Ventilation tubes are small (1-2 mm in diameter) cylinders made of inert materials such as Teflon, silastic, and gold, with a hole in the middle to allow air to enter the ear, and arranged wider at the front and back. The reason for tube insertion is that the eardrum self-repairs 48-72 hours after the fluid in the middle ear is removed by scratching the eardrum, and the effusion reoccurs in a short time. CO2 and O2 levels return to normal, the changes in the middle ear mucosa in the following periods are completely reversed and the secretion is normalized. The main purposes of tube insertion are to restore normal hearing, to protect the child from permanent hearing loss and to prevent speech problems. Tube insertion should be considered as a preventive intervention rather than a therapeutic one. Because when we extend the follow-up for more than 3 months, some of the effusions will heal on their own. However, tube insertion both prevents the prolongation of hearing loss and the development of possible speech problems related to it, as well as the emergence of permanent inner ear type hearing loss that can rarely occur during the course of otitis media with effusion, and structural disorders such as atrophy (thinning), collapse pocket, and complete collapse of the eardrum. aimed at preventing its development. A significant decrease in the frequency of ear diseases has been observed in adults who spent their childhood after the widespread use of ventilation tubes in all countries, compared to adults who spent their childhood in the period before ventilation tube insertion became widespread.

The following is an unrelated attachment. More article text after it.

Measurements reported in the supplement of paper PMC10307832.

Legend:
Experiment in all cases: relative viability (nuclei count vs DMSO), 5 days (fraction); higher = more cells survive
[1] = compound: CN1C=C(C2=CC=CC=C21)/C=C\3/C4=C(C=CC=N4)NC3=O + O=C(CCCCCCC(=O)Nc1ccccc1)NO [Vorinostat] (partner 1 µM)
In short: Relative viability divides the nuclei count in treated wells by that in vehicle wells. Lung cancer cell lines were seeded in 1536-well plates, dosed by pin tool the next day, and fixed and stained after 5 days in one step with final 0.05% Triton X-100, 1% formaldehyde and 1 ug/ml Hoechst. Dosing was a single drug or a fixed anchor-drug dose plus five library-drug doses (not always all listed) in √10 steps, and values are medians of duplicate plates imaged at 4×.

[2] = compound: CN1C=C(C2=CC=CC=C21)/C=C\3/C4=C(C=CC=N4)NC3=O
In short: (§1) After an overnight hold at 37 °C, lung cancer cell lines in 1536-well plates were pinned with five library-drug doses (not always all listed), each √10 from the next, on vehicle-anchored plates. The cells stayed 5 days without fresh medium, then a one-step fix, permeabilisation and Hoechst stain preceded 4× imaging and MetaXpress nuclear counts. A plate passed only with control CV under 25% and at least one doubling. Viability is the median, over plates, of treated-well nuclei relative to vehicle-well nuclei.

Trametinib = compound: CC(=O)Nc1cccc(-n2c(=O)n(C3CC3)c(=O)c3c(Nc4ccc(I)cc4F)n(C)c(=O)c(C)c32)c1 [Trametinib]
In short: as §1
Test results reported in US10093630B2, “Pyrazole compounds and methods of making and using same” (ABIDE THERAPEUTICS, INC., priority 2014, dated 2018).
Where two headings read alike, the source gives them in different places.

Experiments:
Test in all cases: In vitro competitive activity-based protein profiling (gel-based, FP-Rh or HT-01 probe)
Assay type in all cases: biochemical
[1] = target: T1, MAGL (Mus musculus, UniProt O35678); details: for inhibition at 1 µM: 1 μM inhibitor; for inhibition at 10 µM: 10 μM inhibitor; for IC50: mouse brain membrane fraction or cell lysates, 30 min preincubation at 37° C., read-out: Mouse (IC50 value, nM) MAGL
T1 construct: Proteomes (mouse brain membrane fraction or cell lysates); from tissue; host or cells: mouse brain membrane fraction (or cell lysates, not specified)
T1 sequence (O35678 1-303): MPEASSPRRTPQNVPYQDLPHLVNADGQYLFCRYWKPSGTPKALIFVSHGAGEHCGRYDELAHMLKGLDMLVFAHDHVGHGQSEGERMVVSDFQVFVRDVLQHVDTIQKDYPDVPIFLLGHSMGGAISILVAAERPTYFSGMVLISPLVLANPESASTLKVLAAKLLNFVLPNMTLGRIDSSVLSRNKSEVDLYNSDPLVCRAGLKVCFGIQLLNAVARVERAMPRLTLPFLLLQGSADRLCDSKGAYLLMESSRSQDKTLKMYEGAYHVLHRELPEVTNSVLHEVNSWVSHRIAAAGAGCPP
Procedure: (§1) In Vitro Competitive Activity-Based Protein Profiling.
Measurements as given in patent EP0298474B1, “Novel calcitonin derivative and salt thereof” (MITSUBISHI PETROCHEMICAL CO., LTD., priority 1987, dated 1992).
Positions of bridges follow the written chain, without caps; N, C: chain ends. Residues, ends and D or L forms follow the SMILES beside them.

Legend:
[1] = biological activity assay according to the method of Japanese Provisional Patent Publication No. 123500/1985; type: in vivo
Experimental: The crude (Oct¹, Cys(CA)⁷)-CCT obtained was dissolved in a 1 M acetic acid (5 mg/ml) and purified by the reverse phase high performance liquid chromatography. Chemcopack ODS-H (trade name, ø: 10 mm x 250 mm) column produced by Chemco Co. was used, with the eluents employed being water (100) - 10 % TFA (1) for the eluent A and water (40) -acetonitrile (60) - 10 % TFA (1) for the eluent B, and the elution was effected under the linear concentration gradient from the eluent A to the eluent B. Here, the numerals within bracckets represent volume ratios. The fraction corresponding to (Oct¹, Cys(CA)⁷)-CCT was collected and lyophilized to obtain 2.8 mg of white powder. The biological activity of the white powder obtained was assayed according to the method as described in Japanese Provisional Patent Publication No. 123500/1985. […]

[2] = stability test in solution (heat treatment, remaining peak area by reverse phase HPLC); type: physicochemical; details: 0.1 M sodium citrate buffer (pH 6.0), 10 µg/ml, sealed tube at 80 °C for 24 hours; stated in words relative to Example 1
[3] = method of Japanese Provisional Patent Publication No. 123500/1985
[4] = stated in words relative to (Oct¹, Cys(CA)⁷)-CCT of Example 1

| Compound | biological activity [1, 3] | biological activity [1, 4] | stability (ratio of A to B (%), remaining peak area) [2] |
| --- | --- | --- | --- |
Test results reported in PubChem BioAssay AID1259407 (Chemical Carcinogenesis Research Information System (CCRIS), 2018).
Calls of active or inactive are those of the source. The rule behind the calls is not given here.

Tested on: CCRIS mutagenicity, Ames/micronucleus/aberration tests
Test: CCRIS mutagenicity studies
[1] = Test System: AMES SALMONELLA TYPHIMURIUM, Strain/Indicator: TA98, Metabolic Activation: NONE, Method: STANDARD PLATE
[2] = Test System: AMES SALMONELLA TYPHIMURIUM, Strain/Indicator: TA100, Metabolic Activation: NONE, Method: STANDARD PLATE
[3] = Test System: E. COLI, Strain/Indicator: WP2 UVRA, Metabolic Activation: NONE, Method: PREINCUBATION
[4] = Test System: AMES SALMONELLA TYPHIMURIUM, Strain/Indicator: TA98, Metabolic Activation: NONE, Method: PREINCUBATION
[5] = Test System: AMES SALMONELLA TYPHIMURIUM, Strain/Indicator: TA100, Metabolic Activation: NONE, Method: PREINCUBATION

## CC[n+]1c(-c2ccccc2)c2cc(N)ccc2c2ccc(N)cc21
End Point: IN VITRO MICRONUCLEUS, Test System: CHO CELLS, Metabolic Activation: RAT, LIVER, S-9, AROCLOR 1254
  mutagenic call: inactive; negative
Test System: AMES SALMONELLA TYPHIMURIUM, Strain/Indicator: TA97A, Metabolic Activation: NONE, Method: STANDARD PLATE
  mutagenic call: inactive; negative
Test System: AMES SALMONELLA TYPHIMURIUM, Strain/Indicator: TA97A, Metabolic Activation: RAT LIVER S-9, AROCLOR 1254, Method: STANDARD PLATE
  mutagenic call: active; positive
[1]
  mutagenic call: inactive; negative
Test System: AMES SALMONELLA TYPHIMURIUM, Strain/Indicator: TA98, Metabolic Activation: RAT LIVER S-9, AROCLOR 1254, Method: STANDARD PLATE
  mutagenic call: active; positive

How are ventilation tubes attached?